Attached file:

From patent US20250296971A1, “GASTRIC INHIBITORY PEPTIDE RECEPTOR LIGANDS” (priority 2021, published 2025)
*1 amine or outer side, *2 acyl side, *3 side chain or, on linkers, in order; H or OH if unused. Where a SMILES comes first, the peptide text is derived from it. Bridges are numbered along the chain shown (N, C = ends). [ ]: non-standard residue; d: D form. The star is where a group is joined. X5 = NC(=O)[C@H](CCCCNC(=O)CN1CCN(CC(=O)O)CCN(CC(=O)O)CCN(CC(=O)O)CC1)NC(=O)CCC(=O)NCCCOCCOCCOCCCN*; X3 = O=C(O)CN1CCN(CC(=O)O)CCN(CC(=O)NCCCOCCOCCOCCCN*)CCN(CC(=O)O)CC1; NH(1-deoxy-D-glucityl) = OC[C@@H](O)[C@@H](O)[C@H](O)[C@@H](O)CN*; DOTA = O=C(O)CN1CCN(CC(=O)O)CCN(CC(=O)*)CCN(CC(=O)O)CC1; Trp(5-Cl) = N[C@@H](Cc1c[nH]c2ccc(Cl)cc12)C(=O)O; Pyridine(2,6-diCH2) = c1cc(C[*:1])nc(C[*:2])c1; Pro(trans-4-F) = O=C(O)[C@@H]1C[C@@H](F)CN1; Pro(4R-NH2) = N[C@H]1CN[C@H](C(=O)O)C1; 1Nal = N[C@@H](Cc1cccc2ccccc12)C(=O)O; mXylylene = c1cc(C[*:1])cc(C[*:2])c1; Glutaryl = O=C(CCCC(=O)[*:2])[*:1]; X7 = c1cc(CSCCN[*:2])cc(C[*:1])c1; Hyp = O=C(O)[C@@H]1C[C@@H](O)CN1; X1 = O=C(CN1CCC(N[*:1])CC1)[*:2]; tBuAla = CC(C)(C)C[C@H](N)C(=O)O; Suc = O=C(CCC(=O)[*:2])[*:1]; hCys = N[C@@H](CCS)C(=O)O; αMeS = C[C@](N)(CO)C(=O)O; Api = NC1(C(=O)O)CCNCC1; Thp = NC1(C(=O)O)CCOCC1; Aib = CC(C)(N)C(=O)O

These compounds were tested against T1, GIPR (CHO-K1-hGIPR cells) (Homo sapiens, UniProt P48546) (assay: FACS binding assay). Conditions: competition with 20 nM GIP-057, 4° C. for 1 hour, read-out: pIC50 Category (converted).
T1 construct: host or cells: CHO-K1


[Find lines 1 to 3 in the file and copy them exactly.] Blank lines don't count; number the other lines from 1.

From patent US20250296971A1, “GASTRIC INHIBITORY PEPTIDE RECEPTOR LIGANDS” (priority 2021, published 2025)
*1 amine or outer side, *2 acyl side, *3 side chain or, on linkers, in order; H or OH if unused. Where a SMILES comes first, the peptide text is derived from it. Bridges are numbered along the chain shown (N, C = ends). [ ]: non-standard residue; d: D form. The star is where a group is joined. X5 = NC(=O)[C@H](CCCCNC(=O)CN1CCN(CC(=O)O)CCN(CC(=O)O)CCN(CC(=O)O)CC1)NC(=O)CCC(=O)NCCCOCCOCCOCCCN*; X3 = O=C(O)CN1CCN(CC(=O)O)CCN(CC(=O)NCCCOCCOCCOCCCN*)CCN(CC(=O)O)CC1; NH(1-deoxy-D-glucityl) = OC[C@@H](O)[C@@H](O)[C@H](O)[C@@H](O)CN*; DOTA = O=C(O)CN1CCN(CC(=O)O)CCN(CC(=O)*)CCN(CC(=O)O)CC1; Trp(5-Cl) = N[C@@H](Cc1c[nH]c2ccc(Cl)cc12)C(=O)O; Pyridine(2,6-diCH2) = c1cc(C[*:1])nc(C[*:2])c1; Pro(trans-4-F) = O=C(O)[C@@H]1C[C@@H](F)CN1; Pro(4R-NH2) = N[C@H]1CN[C@H](C(=O)O)C1; 1Nal = N[C@@H](Cc1cccc2ccccc12)C(=O)O; mXylylene = c1cc(C[*:1])cc(C[*:2])c1; Glutaryl = O=C(CCCC(=O)[*:2])[*:1]; X7 = c1cc(CSCCN[*:2])cc(C[*:1])c1; Hyp = O=C(O)[C@@H]1C[C@@H](O)CN1; X1 = O=C(CN1CCC(N[*:1])CC1)[*:2]; tBuAla = CC(C)(C)C[C@H](N)C(=O)O; Suc = O=C(CCC(=O)[*:2])[*:1]; hCys = N[C@@H](CCS)C(=O)O; αMeS = C[C@](N)(CO)C(=O)O; Api = NC1(C(=O)O)CCNCC1; Thp = NC1(C(=O)O)CCOCC1; Aib = CC(C)(N)C(=O)O

These compounds were tested against T1, GIPR (CHO-K1-hGIPR cells) (Homo sapiens, UniProt P48546) (assay: FACS binding assay). Conditions: competition with 20 nM GIP-057, 4° C. for 1 hour, read-out: pIC50 Category (converted).